2858 MS McDONALD: Thank you.

2859 Madam Chair, members of the Commission, my name is Elizabeth McDonald and I am President and CEO of the Canadian Film and Television Production Association. With me on my left is Guy Mayson, who is Executive Vice-President of the CFTPA.

2860 We are delighted to be here today to emphasize the Association's support for the acquisition of the WIC asset by both CanWest and Corus Entertainment.

2861 As we noted in our intervention, Canadian independent producers believe strongly that the uncertainty that has surrounded the ownership of WIC has not been good for the Canadian broadcasting system. The only way that the television properties involved will be able to fully realize their potential within the system is to finally have stable ownership and management.

2862 The CFTPA is a national association that represents the interests of over 300 independent producers working in every region across Canada. Our membership is diverse, with the vast majority being small and medium-size entrepreneurs. The CFTPA has three offices to serve its members, in Ottawa, Toronto and Vancouver.

2863 I will begin by first addressing some strategic or policy issues that were raised in our two interventions. However, I would like to acknowledge and thank both CanWest and Corus who have made commitments in their benefits packages that promise positive growth to the CFTPA's Youth Mentorship Program. I will address the importance of these commitments in the final paragraphs of this intervention.

2864 As I was preparing these remarks I was considering how I would frame our interest or concerns. I then remembered two comments that I found in a document recently released by the Competition Bureau, entitled "Amending the Competition Act - a Discussion Paper on Meeting the Challenges of the New Economy".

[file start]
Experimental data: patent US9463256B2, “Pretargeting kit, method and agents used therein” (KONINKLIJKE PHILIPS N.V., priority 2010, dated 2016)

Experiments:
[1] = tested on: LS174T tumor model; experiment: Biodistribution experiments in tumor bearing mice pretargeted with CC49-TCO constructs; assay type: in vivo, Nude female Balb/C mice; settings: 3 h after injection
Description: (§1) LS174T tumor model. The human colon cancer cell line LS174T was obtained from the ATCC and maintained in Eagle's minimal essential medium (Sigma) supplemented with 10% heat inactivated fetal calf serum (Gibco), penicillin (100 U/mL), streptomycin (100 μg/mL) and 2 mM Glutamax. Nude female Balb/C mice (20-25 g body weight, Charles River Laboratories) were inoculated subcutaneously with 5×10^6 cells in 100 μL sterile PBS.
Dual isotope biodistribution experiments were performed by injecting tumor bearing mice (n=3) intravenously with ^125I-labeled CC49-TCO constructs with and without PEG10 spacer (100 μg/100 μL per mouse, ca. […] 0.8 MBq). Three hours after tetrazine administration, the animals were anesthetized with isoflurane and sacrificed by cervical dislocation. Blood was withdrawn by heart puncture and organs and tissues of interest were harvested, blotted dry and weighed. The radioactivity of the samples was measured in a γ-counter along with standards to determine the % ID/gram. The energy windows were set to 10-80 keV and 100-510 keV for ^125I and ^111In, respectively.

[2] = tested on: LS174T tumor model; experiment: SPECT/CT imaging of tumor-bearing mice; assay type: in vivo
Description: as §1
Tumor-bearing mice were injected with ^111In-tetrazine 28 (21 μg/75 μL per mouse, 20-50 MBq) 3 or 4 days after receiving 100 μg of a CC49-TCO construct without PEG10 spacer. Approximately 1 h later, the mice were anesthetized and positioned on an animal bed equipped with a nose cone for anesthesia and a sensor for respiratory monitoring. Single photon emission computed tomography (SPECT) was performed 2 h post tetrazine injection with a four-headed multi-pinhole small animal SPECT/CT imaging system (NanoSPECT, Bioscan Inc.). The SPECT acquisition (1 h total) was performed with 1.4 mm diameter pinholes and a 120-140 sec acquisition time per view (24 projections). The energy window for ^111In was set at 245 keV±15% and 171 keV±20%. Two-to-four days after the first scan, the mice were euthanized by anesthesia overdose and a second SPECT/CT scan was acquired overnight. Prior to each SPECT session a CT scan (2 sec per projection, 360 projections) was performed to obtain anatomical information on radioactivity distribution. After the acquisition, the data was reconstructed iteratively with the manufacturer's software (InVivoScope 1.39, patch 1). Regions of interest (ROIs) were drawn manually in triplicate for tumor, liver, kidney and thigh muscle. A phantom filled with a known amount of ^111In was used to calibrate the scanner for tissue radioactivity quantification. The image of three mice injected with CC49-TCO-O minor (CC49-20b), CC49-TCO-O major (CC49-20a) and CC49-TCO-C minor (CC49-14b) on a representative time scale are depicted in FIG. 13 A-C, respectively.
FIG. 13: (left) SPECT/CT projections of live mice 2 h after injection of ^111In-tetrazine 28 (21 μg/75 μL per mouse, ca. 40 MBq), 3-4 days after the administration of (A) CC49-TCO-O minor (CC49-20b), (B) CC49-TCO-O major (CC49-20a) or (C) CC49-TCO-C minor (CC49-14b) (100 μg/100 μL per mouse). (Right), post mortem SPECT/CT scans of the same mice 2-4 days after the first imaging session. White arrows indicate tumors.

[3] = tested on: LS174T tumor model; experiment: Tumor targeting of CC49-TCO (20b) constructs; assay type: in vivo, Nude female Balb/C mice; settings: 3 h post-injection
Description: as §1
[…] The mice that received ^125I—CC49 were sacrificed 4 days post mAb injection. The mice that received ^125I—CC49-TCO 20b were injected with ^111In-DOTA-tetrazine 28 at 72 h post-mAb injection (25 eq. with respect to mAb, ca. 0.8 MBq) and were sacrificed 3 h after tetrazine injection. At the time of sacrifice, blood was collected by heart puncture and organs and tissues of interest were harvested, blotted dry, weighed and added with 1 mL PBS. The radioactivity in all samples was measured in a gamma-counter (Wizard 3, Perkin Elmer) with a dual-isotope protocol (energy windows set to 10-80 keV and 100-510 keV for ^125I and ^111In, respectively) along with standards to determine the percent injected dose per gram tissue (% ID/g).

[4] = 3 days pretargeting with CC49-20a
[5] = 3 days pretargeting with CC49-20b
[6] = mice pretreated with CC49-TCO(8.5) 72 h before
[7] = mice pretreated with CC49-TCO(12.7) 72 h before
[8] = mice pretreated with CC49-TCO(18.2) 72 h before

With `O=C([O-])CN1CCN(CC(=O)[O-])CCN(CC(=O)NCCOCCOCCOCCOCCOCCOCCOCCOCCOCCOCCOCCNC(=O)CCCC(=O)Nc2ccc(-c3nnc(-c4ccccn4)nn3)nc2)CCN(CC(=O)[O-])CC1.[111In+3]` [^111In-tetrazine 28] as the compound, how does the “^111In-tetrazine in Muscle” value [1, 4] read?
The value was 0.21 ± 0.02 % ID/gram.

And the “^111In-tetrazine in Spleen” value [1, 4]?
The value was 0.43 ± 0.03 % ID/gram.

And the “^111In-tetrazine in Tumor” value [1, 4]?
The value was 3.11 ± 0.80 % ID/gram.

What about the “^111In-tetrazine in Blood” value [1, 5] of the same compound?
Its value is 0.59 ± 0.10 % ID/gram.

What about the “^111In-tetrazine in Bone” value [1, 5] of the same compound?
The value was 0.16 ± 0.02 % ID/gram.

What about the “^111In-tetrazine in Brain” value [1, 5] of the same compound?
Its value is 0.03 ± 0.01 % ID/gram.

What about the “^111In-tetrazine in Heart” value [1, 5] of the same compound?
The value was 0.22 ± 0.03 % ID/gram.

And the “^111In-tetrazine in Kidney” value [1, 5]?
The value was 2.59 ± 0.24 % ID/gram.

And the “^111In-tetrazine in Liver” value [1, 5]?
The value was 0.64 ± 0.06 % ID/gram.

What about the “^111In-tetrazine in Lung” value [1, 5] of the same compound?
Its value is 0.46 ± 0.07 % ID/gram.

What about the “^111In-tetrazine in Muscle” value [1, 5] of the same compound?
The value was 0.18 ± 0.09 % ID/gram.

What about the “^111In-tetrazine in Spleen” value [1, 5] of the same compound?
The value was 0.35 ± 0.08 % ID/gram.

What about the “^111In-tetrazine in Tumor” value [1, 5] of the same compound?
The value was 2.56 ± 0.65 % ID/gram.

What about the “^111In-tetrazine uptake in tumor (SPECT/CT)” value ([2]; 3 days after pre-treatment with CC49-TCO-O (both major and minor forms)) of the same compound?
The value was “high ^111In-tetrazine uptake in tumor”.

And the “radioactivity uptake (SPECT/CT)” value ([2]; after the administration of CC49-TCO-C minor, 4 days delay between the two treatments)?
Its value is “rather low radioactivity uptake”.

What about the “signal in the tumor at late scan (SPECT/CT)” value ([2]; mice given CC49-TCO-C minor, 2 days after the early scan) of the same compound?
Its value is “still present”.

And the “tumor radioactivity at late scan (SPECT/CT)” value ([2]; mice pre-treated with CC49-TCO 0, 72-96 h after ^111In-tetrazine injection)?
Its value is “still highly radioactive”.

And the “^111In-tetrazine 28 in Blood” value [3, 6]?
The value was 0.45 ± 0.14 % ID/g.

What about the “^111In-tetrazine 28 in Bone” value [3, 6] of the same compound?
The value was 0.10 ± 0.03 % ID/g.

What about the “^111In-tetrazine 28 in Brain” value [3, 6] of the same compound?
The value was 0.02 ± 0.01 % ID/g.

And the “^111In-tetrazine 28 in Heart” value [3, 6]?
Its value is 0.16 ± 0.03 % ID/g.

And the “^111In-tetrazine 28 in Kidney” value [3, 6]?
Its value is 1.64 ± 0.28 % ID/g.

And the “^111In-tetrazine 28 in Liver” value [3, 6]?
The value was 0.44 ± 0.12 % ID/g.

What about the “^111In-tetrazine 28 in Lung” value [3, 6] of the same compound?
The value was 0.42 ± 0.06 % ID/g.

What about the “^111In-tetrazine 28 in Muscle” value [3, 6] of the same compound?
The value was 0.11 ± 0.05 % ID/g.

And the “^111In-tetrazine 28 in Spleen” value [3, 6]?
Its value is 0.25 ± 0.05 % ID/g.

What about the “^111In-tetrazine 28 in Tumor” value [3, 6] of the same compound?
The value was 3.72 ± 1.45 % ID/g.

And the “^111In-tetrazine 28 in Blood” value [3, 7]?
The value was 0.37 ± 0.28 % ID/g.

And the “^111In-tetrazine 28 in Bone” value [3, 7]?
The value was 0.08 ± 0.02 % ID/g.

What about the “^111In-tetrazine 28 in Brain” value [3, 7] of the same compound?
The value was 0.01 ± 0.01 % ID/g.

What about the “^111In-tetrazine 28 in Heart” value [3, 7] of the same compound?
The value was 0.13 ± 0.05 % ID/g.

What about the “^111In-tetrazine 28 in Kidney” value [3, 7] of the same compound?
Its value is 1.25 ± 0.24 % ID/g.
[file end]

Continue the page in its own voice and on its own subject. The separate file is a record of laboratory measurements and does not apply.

2865 While they both may seem to be observations and rather obvious truths, they point exactly to the concerns that many of our members have as they watch the rapid pace of change that is taking place within the Canadian broadcasting system.

2866 In the first quote:

"Small businesses are increasingly concerned about current trends in the structure of the retail and distribution marketplace and the potential for abuse of market power when the markets, both domestic and international, are dominated by a few." (As read)

2867 But later in the same document they note that:

"...such strategic alliances allows small and medium-sized firms to compete more effectively in global markets." (As read)

2868 Many of the proposals made by both applicants with regard to the establishment of funds and other programs, including commitments to the CFTPA Mentorship Program to support content creators are important signs of strategic alliances.

2869 CanWest proposed safeguards and code of content is another indication of its good faith. We particularly note their willingness to guarantee the eight hours of Canadian priority programming in prime time, carried on CHCH and CHEK, will have no duplication on the Global Television Network. This was a request we made and we applaud their agreement.

2870 We also note their proposal to organize advisory boards in both CHEK and CHCH and to report to the CRTC on the public record annually.

2871 Clearly, growth, consolidation and vertical integration are critical elements of the business plans for these and many other broadcasters, distributors and producers.

2872 However, for many of the smaller and medium-size production companies these business strategies also mean more market power resting in the hands of a few large-scale companies.